Monday 18 Sep 2017
Passengers get more say in the running of the railway
Passenger representatives, Transport Focus, now sit on supervisory Boards overseeing the running of both track and train across large swathes of the country.
The Western route out of London Paddington, the East Coast main line out of London King's Cross and Wales are parts of the railway where Network Rail and the train operators have now formed joint Boards and additionally introduced an independently chaired supervisory Board, with passenger representation, holding the rail industry to account and ensuring the different elements work together to drive improvements.
By spring 2018, all of Network Rail's nine devolved routes will be operating the railway in their regions in this way or with equivalent structures in place.
Publishing Network Rail's latest update on its transformation and change programme, Mark Carne, chief executive said: "The transformation of Network Rail into a responsive, customer focussed group of companies is gathering pace. Working as one railway, we and the train operators are working ever closer together to deliver real tangible improvements and benefits for passengers across the country.
"There is still much to do and change to implement, but change is happening and the railway improving as a result.
"But it’s not just our company that’s transforming. Over the next 18 months passengers will see a transformation as thousands of improvement projects across the country are finished and thousands of new services and new fleets of trains are introduced increasing rail capacity into many of our major cities by 20-30%."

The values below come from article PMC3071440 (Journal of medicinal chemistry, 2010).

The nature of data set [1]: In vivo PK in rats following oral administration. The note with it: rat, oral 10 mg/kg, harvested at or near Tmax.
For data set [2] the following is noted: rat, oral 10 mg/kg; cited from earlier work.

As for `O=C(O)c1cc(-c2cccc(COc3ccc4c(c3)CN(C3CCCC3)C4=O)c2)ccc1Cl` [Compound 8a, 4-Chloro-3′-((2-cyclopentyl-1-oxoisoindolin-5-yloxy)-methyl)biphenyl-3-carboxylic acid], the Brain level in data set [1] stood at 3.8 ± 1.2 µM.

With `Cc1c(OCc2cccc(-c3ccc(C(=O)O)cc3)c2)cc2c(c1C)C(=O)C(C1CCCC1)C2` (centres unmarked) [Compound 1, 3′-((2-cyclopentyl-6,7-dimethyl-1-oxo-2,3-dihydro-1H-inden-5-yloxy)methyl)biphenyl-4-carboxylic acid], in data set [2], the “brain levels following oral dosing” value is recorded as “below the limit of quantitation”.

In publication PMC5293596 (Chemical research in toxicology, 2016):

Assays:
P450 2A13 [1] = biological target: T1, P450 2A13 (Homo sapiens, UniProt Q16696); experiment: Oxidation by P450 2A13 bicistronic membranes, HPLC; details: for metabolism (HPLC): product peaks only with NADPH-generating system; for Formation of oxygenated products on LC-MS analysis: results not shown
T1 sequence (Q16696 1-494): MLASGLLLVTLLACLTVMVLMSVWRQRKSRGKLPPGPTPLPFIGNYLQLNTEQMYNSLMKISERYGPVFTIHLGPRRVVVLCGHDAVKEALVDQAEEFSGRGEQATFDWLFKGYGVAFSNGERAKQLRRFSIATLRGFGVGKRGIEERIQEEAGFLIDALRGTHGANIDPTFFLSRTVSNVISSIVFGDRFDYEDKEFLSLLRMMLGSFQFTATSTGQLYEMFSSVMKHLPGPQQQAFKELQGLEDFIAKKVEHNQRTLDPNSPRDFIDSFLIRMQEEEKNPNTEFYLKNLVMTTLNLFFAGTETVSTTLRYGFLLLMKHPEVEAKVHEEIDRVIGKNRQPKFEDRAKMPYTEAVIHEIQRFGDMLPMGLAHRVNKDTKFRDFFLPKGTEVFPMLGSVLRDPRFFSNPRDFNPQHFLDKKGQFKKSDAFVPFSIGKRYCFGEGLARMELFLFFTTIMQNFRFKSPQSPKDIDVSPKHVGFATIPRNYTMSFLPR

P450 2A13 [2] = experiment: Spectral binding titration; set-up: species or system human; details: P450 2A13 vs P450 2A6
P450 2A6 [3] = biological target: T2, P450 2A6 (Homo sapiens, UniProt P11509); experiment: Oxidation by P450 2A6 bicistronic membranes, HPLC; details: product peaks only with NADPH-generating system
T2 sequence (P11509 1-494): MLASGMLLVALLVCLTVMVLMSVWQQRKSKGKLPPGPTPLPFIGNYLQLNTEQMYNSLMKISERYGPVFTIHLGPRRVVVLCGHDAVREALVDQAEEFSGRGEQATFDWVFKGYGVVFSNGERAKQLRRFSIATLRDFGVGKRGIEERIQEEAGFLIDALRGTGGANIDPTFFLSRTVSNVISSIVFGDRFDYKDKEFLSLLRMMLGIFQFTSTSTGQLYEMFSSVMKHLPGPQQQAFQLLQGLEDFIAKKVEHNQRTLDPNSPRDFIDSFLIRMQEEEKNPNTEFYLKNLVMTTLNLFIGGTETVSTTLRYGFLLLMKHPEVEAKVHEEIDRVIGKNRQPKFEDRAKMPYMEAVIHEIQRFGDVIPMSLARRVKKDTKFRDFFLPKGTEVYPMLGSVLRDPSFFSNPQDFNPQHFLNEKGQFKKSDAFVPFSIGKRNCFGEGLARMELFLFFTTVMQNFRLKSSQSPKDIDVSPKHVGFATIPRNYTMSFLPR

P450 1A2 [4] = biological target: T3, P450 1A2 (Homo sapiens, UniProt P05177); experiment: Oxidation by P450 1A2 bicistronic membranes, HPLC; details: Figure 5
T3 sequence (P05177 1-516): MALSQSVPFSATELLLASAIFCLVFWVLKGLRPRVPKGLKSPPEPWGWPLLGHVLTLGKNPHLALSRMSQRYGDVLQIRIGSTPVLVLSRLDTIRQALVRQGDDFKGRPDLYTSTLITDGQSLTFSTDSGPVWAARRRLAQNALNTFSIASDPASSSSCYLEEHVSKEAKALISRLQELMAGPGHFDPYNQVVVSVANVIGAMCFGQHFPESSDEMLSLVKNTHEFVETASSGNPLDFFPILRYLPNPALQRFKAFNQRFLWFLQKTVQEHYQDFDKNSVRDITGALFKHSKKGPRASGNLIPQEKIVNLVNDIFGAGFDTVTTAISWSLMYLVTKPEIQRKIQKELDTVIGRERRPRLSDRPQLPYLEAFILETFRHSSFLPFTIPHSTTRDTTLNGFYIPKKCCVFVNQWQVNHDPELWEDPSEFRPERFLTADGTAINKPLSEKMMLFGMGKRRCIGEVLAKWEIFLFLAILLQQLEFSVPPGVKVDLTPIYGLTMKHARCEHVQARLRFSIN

Network Rail's September 'Transformation Update' features a timeline for the company's continued devolution and transformation charting our progress since 2015 and looking ahead to 2024.
About Network Rail
Network Rail owns, manages and develops Britain's railway - the 20,000 miles of track, 40,000 bridges and viaducts and the thousands of signals, level crossings and stations (the largest of which we also run). In partnership with train operators we help people take more than 1.65bn journeys by rail every year and move hundreds of millions of tonnes of freight, saving almost 8m lorry journeys. We employ 38,000 people across Britain and work round-the-clock, each and every day, to provide a safe, reliable railway.
About the Railway Upgrade Plan
The Railway Upgrade Plan is Network Rail's investment plan for Britain's railways. It makes up two-thirds of Network Rail's £40bn spending priorities for the five years to 2019 and represents the biggest sustained programme of rail modernisation since the Victoria era. It is designed to provide more capacity, relieve crowding and respond to the tremendous growth Britain's railways continue to experience; passenger numbers have doubled in the past 20 years and are set to double again over the next 25 years - so we need to continue to invest in building a bigger, better railway. For passengers, that means:
- longer, faster more frequent trains;
- better, more reliable infrastructure; and
- better facilities for passengers, especially at stations.